(I/O : input/output datasets, A/B : domains)
4.2. Sampling Operators
The operators for graph sampling compute a subgraph by either randomly selecting a subset of vertices or a subset of edges. In addition, neighborhood information or graph traversal can be used. The computation uses a series of transformations on the input graph. Latter is stored in two datasets, one for vertices and one for edges. For each sampling operator a filter is applied to the output graph’s vertex dataset to remove all zero-degree vertices following the definition of a graph sample in Section 3.
4.2.1. Random Vertex (Rv) and Random Edge (Re) Sampling
The input for the RV and RE operator is a input graph and a sample size . For RV, a filter operator is applied to the vertex dataset of the input graph. A vertex will be kept if a generated random value is lower or equal to . An edge will be kept if its source and target vertices occur in the dataset of the remaining vertices.
RE works the other way around, as a filter transformation is applied to the edge dataset of the input graph. An edge will be kept, again if the generated random value is lower or equal to . A vertex will be kept if it’s either the source or the target vertex of a remaining edge. The dataflow of the RV and RE operator can be seen in Figure 2 and 2.
4.2.2. Random Vertex Neighborhood (Rvn) Sampling
This approach is similar to the RV operator but also adds the direct neighbors of a vertex to the sample. The selection of the neighbors can be restricted according to the direction of the connecting edge (incoming, outgoing or both). In the implementation, randomly selected vertices of the input vertex dataset are marked as sampled with a boolean flag. As for RV, we select a vertex by setting the flag to true, if a generated random value is lower or equal than the given sample size or set it to false otherwise. In a second step, the marked vertices are joined with the input edge dataset, transforming each edge into a tuple containing the edge itself and the boolean flags for its source and target vertex. A filter operator is applied to the edge tuples, retaining only those edges, whose source or target vertices where sampled and matching the given neighborhood relation. This relation will be either a neighbor on an incoming edge of a sampled vertex, a neighbor on an outgoing edge, or both. The dataflow from an input logical graph to an sampled graph is illustrated in Figure 4.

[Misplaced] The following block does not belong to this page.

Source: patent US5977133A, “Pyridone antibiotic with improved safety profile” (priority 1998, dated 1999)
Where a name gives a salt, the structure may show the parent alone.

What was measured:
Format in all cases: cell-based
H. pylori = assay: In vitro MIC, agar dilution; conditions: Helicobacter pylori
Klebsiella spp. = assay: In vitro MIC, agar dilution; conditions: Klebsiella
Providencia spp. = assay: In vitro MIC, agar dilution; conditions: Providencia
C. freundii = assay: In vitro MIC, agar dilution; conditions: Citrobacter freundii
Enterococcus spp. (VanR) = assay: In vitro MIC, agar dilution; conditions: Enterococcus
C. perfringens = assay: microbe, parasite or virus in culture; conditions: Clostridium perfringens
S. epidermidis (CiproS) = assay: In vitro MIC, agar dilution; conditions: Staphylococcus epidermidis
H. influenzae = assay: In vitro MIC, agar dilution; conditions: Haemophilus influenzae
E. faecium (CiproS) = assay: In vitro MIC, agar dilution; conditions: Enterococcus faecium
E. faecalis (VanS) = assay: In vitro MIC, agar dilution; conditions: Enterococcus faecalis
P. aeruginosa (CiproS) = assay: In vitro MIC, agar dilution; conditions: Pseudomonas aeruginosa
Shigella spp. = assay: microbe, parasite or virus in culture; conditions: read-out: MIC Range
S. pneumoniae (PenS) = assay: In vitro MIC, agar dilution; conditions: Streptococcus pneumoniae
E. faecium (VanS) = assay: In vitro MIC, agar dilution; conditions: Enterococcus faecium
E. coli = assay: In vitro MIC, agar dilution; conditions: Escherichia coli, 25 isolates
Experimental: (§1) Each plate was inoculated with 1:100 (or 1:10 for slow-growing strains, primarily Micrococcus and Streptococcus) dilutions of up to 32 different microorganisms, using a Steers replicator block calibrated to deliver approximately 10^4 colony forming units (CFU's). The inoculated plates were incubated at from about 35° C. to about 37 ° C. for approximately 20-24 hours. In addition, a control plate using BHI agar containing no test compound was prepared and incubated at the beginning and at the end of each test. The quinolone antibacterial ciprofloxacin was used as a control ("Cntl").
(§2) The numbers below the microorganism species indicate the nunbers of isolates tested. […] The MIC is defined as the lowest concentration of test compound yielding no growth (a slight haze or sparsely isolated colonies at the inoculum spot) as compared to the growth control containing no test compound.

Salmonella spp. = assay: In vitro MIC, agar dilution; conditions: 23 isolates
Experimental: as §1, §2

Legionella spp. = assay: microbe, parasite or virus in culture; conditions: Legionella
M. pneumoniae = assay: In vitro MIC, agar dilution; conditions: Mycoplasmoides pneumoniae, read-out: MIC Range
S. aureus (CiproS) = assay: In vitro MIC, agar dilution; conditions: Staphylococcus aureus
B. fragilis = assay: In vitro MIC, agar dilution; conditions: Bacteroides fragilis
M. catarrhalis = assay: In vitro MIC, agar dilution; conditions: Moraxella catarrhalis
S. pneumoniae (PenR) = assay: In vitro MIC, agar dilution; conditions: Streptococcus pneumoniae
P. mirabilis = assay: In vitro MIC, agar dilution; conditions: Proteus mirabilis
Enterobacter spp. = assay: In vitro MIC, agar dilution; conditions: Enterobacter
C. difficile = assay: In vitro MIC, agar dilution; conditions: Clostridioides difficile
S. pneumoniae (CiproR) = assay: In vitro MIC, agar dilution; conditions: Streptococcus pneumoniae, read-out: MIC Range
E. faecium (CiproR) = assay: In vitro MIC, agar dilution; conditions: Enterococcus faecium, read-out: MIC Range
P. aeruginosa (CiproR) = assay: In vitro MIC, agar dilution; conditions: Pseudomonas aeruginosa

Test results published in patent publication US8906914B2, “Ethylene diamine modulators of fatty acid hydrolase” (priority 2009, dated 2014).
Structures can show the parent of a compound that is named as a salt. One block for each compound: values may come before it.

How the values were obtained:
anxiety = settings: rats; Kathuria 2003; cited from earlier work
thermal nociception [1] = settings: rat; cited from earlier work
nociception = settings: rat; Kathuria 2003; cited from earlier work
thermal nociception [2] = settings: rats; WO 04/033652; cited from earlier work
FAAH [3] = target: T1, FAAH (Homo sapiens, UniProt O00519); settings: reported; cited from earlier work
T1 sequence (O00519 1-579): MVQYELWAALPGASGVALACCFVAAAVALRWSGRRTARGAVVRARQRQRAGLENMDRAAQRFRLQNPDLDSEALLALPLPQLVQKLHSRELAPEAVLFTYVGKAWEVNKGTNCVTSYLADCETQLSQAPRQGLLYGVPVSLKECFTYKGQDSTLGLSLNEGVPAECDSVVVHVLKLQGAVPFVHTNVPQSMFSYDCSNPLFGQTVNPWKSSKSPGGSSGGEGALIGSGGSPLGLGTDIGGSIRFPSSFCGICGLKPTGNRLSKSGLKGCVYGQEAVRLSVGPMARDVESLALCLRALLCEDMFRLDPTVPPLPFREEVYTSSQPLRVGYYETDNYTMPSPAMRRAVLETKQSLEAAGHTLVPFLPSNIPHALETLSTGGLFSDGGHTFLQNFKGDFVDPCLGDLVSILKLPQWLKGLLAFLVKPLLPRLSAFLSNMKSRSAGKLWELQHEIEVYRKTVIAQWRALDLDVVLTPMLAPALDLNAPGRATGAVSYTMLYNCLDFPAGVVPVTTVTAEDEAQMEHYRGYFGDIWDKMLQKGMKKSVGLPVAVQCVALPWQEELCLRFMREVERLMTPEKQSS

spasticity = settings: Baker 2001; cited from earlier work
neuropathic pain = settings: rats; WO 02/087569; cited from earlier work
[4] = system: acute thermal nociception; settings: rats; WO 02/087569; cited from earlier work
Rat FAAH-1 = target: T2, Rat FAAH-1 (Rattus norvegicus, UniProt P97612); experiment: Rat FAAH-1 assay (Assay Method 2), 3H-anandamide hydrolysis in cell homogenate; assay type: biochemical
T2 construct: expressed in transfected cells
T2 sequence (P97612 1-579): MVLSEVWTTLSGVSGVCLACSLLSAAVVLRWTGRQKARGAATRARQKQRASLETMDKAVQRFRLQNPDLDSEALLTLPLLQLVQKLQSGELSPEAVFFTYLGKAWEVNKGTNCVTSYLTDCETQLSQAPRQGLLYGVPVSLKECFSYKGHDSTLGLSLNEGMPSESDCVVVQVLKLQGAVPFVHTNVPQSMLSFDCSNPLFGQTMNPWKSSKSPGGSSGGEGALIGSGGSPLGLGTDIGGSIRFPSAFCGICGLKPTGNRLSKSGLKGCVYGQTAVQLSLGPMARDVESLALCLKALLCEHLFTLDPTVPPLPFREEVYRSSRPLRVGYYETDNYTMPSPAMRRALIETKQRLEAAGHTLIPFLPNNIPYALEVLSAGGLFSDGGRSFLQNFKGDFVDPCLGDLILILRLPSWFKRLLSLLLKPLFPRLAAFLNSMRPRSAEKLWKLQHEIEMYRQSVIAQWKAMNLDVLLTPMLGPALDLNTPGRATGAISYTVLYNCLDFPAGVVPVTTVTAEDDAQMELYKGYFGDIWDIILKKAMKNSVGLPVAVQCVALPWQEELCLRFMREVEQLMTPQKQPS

4.2.3. Random Walk (Rw) Sampling
This approach uses a random walk algorithm to walk over vertices and edges of the input graph. Each visited vertex and edges connecting those vertices will then be returned as the sampled graph. Figure 4 shows the dataflow of an input graph to a sampled graph of this operator. At the beginning we transform the input graph to a specific Gelly format. We are using Gelly, the Google Pregel (Malewicz et al., 2010) implementation of Apache Flink, to implement a random walk algorithm.
Pregel utilizes the bulk-synchronous-parallel (Valiant, 1990) paradigm to create the vertex-centric-programming model. An iteration in a vertex-centric program is called superstep. During a superstep each vertex of the graph can compute a new state in a compute function. In a message function each vertex is able to prepare messages for other vertices. At the end of each superstep each worker of the cluster can exchange the prepared massages during a synchronization barrier. In our operator we consider a message from one vertex to one of its neighbors a ’walk’. A message to any other vertex is considered as ’jump’.